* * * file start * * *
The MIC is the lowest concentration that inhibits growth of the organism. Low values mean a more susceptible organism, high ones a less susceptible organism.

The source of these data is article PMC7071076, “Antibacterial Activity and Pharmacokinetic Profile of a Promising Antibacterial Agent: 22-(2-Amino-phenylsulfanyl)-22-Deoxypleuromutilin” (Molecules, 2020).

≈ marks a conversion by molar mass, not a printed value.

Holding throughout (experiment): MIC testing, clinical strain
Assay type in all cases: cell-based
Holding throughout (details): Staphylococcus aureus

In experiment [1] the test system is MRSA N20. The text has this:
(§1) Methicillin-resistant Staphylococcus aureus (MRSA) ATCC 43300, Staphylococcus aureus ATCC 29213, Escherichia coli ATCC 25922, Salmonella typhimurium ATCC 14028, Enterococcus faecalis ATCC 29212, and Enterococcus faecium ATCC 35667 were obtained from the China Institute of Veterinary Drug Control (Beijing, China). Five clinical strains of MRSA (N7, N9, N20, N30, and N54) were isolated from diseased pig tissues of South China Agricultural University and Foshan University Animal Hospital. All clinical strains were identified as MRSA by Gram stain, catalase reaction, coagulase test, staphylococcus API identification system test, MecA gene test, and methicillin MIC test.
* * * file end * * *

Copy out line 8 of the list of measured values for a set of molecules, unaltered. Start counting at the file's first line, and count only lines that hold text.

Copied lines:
(§1) Methicillin-resistant Staphylococcus aureus (MRSA) ATCC 43300, Staphylococcus aureus ATCC 29213, Escherichia coli ATCC 25922, Salmonella typhimurium ATCC 14028, Enterococcus faecalis ATCC 29212, and Enterococcus faecium ATCC 35667 were obtained from the China Institute of Veterinary Drug Control (Beijing, China). Five clinical strains of MRSA (N7, N9, N20, N30, and N54) were isolated from diseased pig tissues of South China Agricultural University and Foshan University Animal Hospital. All clinical strains were identified as MRSA by Gram stain, catalase reaction, coagulase test, staphylococcus API identification system test, MecA gene test, and methicillin MIC test.